Friday, 22 February, 2019

How Newly-Elected Mexican President's Gov't Could Fail Before It Begins

How Newly-Elected Mexican President's Gov't Could Fail Before It Begins How Newly-Elected Mexican President's Gov't Could Fail Before It Begins
Nellie Chapman | 04 July, 2018, 02:33

Left-wing populist Andres Manuel Lopez Obrador has been elected president of Mexico with at least 53 per cent of the vote, the electoral authority says.

Lopez Obrador, who will take office on December 1, won more than 53 per cent of votes in Sunday's election, preliminary results showed, more than double the votes of his nearest rival. She is now based in Mexico City. Newspaper El Financiero's exit poll gave him 49 percent of the vote to 27 percent for conservative Ricardo Anaya and 18 percent for ruling-party candidate Jose Antonio Meade.

"There is a lot of inequality, a lot of violence in this country", said Lopez Obrador voter Hugo Carlos, 73. Lopez Obrador has taken hits at Trump, and analysts have warned his win could ratchet up tensions between the USA and Mexico. Beyond that, Ross said it was unclear whether Mexico's incoming president would either bring in new negotiators or set a different agenda. And in Michoacan state, polling places in a few villages were cancelled after some inhabitants said they didn't want elections involving political parties, which they mistrust.

Only time will tell if these two non-traditional candidates will be able to build a non-traditional partnership that benefits both countries.

If that happens, it will mark a "major shift in Mexican politics and a coup for a party launched only six years ago, originally as a grassroots movement to support Lopez Obrador's 2012 campaign", Duncan Wood, director of the Mexico Institute at the Woodrow Wilson International Center for Scholars in Washington, told Yahoo News.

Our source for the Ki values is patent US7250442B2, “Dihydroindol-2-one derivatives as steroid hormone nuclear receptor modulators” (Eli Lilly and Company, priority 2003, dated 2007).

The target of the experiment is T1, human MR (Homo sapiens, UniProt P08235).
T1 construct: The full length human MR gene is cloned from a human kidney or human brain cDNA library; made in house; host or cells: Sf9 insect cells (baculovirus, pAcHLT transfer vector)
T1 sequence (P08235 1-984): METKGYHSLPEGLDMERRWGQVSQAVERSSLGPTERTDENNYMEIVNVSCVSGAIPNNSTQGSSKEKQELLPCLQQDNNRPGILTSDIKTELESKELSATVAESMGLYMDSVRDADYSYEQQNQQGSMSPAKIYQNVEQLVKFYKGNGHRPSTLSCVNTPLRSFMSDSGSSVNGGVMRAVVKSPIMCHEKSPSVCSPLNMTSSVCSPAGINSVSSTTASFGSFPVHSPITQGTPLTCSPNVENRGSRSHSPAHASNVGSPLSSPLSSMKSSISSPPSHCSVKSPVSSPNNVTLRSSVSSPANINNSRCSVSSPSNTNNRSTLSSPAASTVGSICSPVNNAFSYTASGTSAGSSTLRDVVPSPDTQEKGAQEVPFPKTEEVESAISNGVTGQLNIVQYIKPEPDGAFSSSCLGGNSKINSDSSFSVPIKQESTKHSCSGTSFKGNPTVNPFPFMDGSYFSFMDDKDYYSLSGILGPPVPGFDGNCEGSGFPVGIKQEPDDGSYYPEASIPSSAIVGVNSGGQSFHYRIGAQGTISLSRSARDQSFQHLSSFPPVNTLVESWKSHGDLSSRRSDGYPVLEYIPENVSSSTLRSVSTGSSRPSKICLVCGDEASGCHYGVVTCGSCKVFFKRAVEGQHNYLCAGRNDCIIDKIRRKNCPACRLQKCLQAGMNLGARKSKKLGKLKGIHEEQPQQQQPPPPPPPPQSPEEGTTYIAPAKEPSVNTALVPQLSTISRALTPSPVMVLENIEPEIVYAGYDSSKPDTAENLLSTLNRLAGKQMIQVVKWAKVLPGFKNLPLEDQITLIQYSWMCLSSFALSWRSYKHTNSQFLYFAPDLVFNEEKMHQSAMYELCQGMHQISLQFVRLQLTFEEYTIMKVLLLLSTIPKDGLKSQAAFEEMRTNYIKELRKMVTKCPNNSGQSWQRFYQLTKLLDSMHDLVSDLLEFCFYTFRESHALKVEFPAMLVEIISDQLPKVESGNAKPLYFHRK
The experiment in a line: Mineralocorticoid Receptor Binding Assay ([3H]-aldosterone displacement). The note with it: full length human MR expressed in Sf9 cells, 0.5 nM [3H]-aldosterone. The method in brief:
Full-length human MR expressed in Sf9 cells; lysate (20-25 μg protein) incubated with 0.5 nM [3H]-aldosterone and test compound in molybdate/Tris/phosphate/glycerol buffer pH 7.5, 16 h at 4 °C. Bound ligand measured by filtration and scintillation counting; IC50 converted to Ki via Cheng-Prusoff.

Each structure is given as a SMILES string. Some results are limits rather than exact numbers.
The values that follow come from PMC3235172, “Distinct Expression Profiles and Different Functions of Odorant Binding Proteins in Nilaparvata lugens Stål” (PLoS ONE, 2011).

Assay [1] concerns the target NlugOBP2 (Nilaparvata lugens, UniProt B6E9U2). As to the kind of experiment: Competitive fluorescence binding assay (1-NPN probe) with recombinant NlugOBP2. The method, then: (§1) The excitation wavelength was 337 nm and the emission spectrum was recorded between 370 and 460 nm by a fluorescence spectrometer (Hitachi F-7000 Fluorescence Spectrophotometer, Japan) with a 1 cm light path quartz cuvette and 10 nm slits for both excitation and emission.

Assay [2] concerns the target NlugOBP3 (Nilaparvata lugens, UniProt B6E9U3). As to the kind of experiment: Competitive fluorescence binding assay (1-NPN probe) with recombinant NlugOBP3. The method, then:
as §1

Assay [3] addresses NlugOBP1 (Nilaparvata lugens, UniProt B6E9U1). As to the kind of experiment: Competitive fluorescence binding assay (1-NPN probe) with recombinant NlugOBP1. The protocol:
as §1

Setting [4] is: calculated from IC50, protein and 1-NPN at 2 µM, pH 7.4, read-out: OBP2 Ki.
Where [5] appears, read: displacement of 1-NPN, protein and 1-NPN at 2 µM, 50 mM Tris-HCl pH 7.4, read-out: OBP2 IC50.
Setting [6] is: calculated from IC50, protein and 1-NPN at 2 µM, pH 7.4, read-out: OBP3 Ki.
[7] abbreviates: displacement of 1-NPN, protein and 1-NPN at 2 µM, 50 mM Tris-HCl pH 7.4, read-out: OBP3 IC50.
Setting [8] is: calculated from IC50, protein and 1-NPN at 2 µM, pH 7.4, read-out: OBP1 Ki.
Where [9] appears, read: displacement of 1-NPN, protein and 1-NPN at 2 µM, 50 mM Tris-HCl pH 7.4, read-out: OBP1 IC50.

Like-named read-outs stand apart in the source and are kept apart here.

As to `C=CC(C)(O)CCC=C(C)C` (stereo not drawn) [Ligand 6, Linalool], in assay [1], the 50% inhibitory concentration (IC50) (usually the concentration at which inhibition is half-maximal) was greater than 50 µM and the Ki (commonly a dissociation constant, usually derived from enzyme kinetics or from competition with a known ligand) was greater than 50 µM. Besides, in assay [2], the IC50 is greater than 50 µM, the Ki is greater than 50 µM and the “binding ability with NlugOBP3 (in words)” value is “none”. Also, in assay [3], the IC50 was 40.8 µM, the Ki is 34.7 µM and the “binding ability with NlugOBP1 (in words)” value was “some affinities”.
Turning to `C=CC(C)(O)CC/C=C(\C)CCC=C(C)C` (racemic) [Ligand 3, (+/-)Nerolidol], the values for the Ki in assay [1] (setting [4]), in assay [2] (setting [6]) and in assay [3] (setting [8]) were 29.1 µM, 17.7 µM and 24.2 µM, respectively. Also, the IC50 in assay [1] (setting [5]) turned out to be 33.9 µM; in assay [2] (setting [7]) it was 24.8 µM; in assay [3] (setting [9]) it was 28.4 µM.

Analysts with IHS Markit said that Lopez Obrador's congressional coalition will not it itself meet the two-thirds majority necessary to undo the country's landmark energy reform.

Mexicans have largely called for change in the run-up to these elections.

The election came amid a backdrop of mounting tensions between Mexico and the United States, which some analysts say have pushed relations between the two countries to one of the most divisive points in recent times. The Bank of Mexico hiked its main rate last month to 7.75%, the highest its been since 2009.

Lopez Obrador has said he will fund increased social spending on pensions for the elderly and scholarships for youths by eliminating waste and fighting corruption.

Even so, the peso weakened around 1 per cent against the dollar and Mexico's S&P/BMV IPC benchmark stock index was also down nearly 1.5 per cent as exit polls showed Lopez Obrador's MORENA party performed strongly in the elections, which were also for members of Congress.

Polls are beginning to close across much of Mexico or Sunday's presidential election.

But Trump's national security adviser, John Bolton, suggested that the Republican president could find common ground with Lopez Obrador, predicting "some surprising results".

And he paid tribute to the role in the campaign played by outgoing President Enrique Pena Nieto and the media, both of which have felt the bite of his scorn in the past.

US President Donald Trump on Sunday congratulated Andres Manuel Lopez Obrador on his landslide victory in Mexico's presidential vote, saying he looks "very much forward to working" with the anti-establishment leftist.

Pena Nieto said Sunday that the vote "should reaffirm us in our democratic vocation".

Compared with his predecessors, Lopez Obrador is likely to be more focused on domestic economic issues than on settling trade issues with the United States, O'Neil said.